I’m always sure it can’t be real when something good happens for me, especially something having to do with my career. So when my poem appeared on Verse Daily on April 1, 2019, I was a bit leery. Was this some kind of elaborate April Fool’s prank, perpetrated by people I didn’t even know? Yet some kind poet friend saw it and called it to my attention. Even more amazingly, I received a couple of nice notes from other poets—both more accomplished than I—about the poem. And loads of my friends liked it on social media, saying nice things and generally making 2019 the best April first I’ve ever experienced.
Talking to Other Women after the Election
Grab ’em by the pussy.
—the 45th president of the United States
I was just eighteen,
a friend says, and another says, I was
fifteen. I was seven, I think, you mumble,
afraid even here. But, see, you don’t.
You don’t mumble or quaver or recite—
your lips don’t move. You don’t speak.
Because you can’t, now. It was longer ago
than the whole of the Amazon River,
throat-full of piranha. You don’t think
about it anymore, except
when you do. Sometimes
men’s words are strung across the water
like hooks. The current is pushing
and you don’t know how you got in
or whether you can get out. Should you
get out, find a safer shore?
The men are stringing hooks
and you know how that goes.
Piranhas are actually a timid fish
that school together for protection.
But the road to unexpected honors isn’t straightforward. This was a poem that originally was in my latest poetry manuscript (Love Songs from the End of the World, due out from Main Street Rag Publishing in fall 2019), but I took it out after several rejections from literary magazines and a confused response from a first reader. The reader was a kind friend who volunteered to read my (then early stages) manuscript and give light feedback, and I don’t mean to call him out at all. He gave me feedback and encouragement at a critical time, and I am eternally grateful for it.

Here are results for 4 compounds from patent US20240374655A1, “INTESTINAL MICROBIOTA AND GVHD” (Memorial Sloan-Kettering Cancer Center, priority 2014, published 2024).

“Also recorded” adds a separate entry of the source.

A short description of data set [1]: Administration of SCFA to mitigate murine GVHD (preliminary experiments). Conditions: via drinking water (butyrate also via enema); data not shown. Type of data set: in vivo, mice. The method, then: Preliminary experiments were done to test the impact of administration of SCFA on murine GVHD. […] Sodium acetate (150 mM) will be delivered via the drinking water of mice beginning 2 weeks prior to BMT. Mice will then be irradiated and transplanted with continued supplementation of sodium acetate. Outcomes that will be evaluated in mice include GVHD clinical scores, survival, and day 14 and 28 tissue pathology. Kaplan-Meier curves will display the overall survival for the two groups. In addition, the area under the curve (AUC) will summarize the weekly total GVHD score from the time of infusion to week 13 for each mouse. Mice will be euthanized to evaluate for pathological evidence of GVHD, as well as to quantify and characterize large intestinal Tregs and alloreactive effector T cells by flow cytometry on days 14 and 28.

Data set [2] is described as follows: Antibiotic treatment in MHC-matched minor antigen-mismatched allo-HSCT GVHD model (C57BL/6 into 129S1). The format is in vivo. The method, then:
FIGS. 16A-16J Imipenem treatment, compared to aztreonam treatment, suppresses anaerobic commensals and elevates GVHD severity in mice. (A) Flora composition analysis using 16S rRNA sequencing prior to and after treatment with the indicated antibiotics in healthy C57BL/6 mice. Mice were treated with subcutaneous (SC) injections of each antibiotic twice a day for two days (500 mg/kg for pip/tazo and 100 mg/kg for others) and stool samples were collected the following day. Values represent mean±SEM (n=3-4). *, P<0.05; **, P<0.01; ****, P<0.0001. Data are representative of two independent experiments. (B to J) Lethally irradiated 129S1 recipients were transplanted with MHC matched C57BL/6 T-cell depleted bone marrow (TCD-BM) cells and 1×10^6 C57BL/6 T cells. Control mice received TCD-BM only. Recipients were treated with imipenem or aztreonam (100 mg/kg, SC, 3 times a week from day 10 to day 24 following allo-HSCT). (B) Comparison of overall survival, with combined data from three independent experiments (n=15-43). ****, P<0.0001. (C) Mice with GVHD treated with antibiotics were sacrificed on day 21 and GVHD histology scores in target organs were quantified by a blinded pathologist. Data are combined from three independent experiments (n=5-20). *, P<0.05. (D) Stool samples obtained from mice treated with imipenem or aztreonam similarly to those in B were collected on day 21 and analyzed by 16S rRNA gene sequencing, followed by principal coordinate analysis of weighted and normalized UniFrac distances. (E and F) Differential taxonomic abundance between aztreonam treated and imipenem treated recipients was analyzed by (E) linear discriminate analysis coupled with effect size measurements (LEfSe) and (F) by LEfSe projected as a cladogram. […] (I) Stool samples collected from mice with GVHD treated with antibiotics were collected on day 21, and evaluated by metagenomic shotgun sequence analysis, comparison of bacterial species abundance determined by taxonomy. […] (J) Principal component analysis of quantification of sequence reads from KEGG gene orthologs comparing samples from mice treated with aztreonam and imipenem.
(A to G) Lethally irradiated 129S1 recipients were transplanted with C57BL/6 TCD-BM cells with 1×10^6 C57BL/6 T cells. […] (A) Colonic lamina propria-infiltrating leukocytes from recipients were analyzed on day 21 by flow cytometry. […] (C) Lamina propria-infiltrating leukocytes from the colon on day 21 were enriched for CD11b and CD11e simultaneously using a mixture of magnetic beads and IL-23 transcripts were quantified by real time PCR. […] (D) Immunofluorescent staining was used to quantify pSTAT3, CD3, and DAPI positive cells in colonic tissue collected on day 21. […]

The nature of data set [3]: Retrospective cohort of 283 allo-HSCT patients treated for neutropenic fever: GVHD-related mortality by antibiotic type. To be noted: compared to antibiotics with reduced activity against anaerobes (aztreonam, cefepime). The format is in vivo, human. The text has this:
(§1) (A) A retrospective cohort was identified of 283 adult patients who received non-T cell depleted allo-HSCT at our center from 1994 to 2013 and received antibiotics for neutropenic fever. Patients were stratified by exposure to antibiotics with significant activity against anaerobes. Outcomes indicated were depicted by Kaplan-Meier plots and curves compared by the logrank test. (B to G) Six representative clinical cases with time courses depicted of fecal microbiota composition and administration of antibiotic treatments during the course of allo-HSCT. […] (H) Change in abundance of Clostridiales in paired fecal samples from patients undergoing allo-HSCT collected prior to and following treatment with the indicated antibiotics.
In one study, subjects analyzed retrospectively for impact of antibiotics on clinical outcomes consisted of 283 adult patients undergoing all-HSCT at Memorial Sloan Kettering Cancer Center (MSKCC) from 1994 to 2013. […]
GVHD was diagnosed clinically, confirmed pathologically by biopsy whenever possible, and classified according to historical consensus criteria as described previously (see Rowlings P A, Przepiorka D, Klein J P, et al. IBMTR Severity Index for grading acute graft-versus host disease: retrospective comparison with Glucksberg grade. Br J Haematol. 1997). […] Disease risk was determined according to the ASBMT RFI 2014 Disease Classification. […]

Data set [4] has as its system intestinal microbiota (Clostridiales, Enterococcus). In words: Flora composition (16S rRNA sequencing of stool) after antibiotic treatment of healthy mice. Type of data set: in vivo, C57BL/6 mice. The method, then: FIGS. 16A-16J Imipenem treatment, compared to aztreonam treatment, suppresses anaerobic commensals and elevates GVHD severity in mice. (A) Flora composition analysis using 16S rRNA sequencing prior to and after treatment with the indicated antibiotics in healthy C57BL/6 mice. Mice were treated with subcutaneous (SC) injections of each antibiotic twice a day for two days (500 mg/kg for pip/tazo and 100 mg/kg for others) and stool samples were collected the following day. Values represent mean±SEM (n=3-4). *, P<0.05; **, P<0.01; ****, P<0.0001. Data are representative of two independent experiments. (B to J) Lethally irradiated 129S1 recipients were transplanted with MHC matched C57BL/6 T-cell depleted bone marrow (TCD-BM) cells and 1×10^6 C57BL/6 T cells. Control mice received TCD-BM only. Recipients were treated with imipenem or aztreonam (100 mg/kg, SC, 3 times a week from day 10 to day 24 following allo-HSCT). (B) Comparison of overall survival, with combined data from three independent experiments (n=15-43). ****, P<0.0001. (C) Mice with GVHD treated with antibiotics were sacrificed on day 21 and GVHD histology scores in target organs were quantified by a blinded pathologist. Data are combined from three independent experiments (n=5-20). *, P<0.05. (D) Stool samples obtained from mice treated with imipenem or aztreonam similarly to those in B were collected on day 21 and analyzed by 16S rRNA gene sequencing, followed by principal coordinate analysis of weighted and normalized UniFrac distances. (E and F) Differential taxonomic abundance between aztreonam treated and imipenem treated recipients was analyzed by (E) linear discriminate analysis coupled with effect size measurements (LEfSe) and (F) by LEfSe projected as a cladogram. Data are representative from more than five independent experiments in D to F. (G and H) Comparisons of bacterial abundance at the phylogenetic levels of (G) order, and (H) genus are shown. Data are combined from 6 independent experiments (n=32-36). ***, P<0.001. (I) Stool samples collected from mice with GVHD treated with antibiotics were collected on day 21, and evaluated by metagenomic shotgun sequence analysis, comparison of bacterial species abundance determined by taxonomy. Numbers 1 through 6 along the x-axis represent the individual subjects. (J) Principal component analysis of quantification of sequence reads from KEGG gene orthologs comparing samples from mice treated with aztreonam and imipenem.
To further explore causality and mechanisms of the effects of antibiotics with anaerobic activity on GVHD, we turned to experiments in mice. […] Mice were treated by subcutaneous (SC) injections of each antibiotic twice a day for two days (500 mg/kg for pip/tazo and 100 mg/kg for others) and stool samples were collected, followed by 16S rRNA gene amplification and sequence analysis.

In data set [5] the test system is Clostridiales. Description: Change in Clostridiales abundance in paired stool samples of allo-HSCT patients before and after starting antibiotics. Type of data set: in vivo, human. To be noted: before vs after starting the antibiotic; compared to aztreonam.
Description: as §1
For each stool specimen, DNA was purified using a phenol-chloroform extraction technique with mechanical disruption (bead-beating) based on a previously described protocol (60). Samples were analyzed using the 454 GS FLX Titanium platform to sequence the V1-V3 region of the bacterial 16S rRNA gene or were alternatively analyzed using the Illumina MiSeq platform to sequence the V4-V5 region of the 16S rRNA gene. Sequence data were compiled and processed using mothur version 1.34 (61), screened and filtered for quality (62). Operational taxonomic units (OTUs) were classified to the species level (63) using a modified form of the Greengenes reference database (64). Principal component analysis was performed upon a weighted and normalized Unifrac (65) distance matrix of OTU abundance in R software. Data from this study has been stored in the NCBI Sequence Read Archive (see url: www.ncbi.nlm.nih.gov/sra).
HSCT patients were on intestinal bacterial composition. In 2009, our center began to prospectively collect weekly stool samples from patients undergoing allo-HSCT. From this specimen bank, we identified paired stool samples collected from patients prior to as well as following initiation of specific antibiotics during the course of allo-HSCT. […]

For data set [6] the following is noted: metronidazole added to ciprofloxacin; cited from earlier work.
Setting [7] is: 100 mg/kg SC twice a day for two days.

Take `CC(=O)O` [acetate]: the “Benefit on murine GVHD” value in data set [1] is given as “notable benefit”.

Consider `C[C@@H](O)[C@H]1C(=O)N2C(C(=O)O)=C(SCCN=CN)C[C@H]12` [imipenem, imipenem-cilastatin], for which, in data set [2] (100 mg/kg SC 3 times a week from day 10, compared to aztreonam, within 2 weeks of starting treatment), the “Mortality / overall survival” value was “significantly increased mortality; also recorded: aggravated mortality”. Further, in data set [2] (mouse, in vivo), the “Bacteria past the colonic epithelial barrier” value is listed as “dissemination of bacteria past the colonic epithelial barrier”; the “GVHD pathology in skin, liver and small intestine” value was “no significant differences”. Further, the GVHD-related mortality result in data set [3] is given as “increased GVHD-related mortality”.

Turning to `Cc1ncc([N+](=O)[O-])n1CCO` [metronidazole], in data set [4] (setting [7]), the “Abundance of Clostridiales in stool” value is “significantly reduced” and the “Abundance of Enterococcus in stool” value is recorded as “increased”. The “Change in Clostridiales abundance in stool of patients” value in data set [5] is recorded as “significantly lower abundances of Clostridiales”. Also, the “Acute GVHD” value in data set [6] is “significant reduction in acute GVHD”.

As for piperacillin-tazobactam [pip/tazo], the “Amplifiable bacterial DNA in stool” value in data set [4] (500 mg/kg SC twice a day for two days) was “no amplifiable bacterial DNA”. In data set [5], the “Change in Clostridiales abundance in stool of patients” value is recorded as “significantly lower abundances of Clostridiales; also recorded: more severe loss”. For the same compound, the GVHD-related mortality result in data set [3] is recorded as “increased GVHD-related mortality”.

The fact remains: his response helped me make a small change to the poem, and that change was in place when I sent it out to one more round of literary magazines—one of which, Iron Horse, took it. But that response also made me re-think whether the poem belonged in my book, so I removed it. I’m still not certain about that last move, but I think it was the right one.
So what did this reader say? Upon reading “Talking to Other Women after the Election”—which at the time did not have the epigraph quoting Trump—he said, “I know I’m not the intended audience for this poem, but I don’t get it.”
And I realized: the sorrow and disgust men felt about the 2016 election was great, but not always colored by the sorrow and disgust so many women felt when an admitted sexual assaulter was elected to take the highest political office in the country. I was too much inside my own head, a woman’s experience. I needed to remind readers which of this man’s many awful actions and claims made him so particularly heinous to the women who didn’t vote for him.
I sort of wish, now, that I had done a sociological experiment, and shown the poem sans epigraph to some women readers. Would they have known, when the poem opened with women talking about ages, that they were talking about the first time they were sexually assaulted? Would the title have been enough?
I don’t know. What I do know is that both men and women responded graciously and with generosity when the poem appeared on Verse Daily; more women, true, but then I’m friends with more women writers than male writers. I know the school I belong to.